Model Of An Engagement-Based Agency?

I have made no secret of my love affair with engagements as a baseline metric for digital media. Over the past two months I have written that "I'm Sold On Engagement"  and that I firmly believe "Engagements Will Be The Internet's 30-Second Spot." In both columns I argue that in order for marketers and agencies to achieve both scale and a method of marketing that is truly native to the social media landscape, they should be focused on engagements. Engagements provide what marketers are looking for at the most basic level: that people are actively paying attention and that they are ready, willing and able to receive a marketing message.  Even better, engagement means that marketers are leveraging not only sight, sound and motion, but the all-important fourth element unique to new media, interaction.



So when Big Fuel  gave me a sneak peek a few weeks ago of its aim to provide comprehensive solutions to marketers as "The Consumer Engagement Agency," you can imagine I was an enthusiastic audience. This video lays out how Big Fuel looks at the need for a new type of agency at the table with marketers, hence the title "A New Seat."  (Disclosure: SocialVibe is working with Big Fuel for a shared client).  So if a new agency seat, or at least a new agency role, makes sense, the obvious next question is: what does this mean for traditional agencies?

You'll notice a common thread in discussions over the past couple of months, both in my columns and in many other industry pieces. We have even begun to explore the cross-section of "traditional" agency skills required to manage clients' social media efforts in "The Future Agency Of Record Will Be Social." So does the creation of an agency model based around the metric most appropriate and most impactful for clients make sense? It did when reach and frequency were the most important and effective metrics, and agency models were developed around buying more media in bulk. All this begs the question, what are the proper skill sets to apply when engagements are what an agency is looking to deliver? And perhaps more important, what are the areas of "shared responsibility" between an agency and a client?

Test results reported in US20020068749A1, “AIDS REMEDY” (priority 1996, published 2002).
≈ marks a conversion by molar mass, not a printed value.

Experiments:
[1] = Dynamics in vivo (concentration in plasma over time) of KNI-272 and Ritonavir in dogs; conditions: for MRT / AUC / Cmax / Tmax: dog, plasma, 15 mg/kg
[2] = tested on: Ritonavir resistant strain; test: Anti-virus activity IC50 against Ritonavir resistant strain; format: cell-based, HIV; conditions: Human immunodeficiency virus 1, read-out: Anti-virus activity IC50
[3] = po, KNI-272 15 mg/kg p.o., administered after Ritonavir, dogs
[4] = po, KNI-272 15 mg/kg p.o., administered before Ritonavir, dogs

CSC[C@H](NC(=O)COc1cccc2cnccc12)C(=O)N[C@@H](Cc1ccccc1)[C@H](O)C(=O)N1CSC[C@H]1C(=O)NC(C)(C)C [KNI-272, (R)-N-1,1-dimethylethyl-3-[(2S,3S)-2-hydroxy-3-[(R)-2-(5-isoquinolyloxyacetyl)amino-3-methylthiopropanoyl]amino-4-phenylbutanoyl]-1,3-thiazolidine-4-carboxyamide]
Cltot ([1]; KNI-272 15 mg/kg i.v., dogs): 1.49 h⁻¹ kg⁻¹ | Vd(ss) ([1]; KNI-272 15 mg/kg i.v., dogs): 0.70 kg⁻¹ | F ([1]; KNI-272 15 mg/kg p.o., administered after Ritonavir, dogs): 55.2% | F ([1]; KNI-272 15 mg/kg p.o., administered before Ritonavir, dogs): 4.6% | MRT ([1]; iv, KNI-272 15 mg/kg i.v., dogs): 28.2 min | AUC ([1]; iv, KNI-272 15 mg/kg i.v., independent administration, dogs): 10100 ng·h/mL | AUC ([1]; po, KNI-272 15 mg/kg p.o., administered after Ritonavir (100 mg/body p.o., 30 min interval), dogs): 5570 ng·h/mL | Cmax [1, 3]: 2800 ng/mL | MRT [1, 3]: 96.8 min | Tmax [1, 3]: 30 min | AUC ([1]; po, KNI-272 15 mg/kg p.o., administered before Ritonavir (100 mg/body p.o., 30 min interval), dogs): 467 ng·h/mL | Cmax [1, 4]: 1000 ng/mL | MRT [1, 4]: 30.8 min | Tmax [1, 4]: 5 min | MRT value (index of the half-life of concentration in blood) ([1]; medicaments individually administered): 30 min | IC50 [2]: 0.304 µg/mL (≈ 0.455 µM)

This is only the beginning of the discussion, but it points in one direction: a new agency model. What is even more exciting, we are starting to see that model take shape. I have just started reading a book by Bridge Worldwide's Bob Gilbreath. (The book isn't out yet, but I promise to give more details and a full report once I have finished, and so far I am loving it.) In the book Gilbreath lays out the need for a marketing framework that provides value to people first.

Bridge Worldwide is innovating the agency model, and it is part of the largest holding company in the world, while independent agencies like Big Fuel, 360i  and Deep Focus  are building engagements and social into their DNA. I don't know about you, but to me there seems to be some patterns forming in the madness on the next evolution of marketing, even if there are still questions on how to best achieve it. What do you think? Find me on Twitter at @joemarchese ( and keep the conversation going.

5 comments about "Model Of An Engagement-Based Agency?".
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  1. Lisbeth Kramer from Identities, April 28, 2009 at 12:13 p.m.